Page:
Senate goes to BGC: New building design rouses mixed reactions, plus jokes
The Senate released last Monday, May 28, the design of its new building, to be constructed in Fort Bonifacio, Taguig.
According to Senator Panfilo Lacson, the winning design from American engineering firm AECOM was based on the criteria of being “green, secure, functional and iconic.” The Senate is set to move in to its new permanent home by 2021.
Senator Win Gatchalian posted a picture of the model of the future Senate building on his social media accounts, garnering mixed reactions.
Some were in awe of the “world-class” modern design while others were unimpressed — not necessarily by the building’s look, but rather on how taxpayer money was being used.
There were those who wondered why majority of the Senate chose to relocate in the two-hectare Bonifacio Global City (BGC) land rather than Antipolo, which offered land acquisition at no cost and was a sprawling 25 hectares.
In BGC, the land is owned by the Bases Conversion and Development Authority (BCDA) at the former Navy Village, Fort Bonifacio, Taguig City, and its cost is pegged at P1.8 billion.
Twitter user @romhotsauce pointed out the irony that senators have been pushing for development outside of Metro Manila, only to choose the swanky BGC for its residence.
Only senators Risa Hontiveros and Bam Aquino voted for the Antipolo lot, while an overwhelming 14 senators voted for BGC.
“Baka daw kasi walang Starbucks sa Antipolo (Maybe it’s because there’s no Starbucks in Antipolo),” netizen @yangsmind suggested.
Another theory for the choice of the new location over Antipolo was offered by netizen @jasongllrgn_: “Baka daw kasi di makahabol sa ‘Eat Bulaga’ si Tito Sen. Charot (Maybe it’s because Tito Sotto might not be able to make it to ‘Eat Bulaga.’ Just kidding).”
Senate President Vicente “Tito” Sotto III has earlier stated that he would temporarily leave the noontime variety show “Eat Bulaga” given his new role. Since 2010, Sotto has juggled his political responsibilities while hosting the show from Thursday to Saturday, when senate sessions are in recess.
“Ewew bagong building eh magbagong-buhay muna kaya kayo (Wow, new building; change yourselves first),” said another netizen, designer Raxenne Dosher (@raxenne).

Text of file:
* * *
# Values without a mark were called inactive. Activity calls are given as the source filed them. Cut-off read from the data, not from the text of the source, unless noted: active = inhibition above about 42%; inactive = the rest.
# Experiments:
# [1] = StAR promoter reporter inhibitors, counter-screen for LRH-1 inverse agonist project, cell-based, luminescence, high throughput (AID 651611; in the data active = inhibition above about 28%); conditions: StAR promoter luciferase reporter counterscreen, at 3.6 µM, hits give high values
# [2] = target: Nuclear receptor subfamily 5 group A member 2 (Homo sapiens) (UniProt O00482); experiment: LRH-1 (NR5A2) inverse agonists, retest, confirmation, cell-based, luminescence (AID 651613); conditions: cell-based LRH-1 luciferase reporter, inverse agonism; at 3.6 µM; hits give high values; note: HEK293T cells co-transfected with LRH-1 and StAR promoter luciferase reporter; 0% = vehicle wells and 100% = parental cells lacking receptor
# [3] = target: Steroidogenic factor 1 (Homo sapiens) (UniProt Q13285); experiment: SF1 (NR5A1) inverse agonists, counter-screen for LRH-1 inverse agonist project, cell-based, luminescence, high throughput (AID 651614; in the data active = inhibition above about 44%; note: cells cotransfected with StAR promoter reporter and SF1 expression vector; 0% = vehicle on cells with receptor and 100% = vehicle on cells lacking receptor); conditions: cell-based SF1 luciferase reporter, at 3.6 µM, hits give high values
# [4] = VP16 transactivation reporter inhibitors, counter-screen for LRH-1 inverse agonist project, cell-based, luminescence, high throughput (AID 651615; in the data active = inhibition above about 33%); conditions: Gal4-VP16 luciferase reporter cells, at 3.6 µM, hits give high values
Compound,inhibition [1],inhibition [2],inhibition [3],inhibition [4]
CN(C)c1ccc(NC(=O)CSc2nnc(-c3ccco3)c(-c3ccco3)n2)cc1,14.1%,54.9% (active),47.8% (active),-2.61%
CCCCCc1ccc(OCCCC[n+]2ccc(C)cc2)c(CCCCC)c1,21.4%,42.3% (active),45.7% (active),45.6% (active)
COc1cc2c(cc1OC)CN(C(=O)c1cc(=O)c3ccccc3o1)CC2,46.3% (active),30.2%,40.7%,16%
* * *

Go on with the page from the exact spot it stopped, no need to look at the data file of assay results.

Others were more straightforward with their opinions. “Such a waste of our money. Rather than spend on a lavish building for Senators, why don’t you redirect that budget to improve gov’t school and hospital buildings,” said one NAD (@nad0227).
“Better yet, spend it to improve the conditions of PH prisons and jails. Who knows, you might benefit from it someday,” he added.
There were also some who questioned the design. Architecture student Jessica Perfecto (@jessperfecto) said, “I think the Philippines deserves iconic and beautiful national buildings. No doubt about it. But the execution is so massive and alienating. Asan yung puso (Where is the humanity in it)? Seems like the building serves the people working in it rather than the people they’re working for.”
Athan (@lakathan) noted an uncanny resemblance to a real-life object: wastepaper baskets. “Inspired by,” the netizen said, putting a picture of the building model and a picture of four bins side by side.
“Hindi ko nilalait yung design. Ang hirap kayang mag drawing. Ang perfect lang kasi na katulad nung sa trash bin yung design. Basura kasi yung mga nasa Senado,” he said.
(I’m not criticizing the design. It’s so hard to draw. It’s perfect that the design resembles a trash bin. Those in the Senate are trash.)
Lacson said that the new complex will be “a landmark for the Filipino people, and a design that can take the Senate of the Philippines to the next 100 more years and beyond.”
AECOM’s pitch states that the complex is inspired by the sun in the Philippine flag with a facade modeled after the Barong Tagalog.
The four buildings supposedly represent the four pillars of democracy: justice, equality, freedom and representation. However, the fourth pillar is commonly known as the press.
The Senate is currently renting space at the Government Service Insurance System complex in Pasay City for a staggering P127 million annually. The relocation of the Senate building “is a 17-year-old idea,” Lacson said last November 2017. JB
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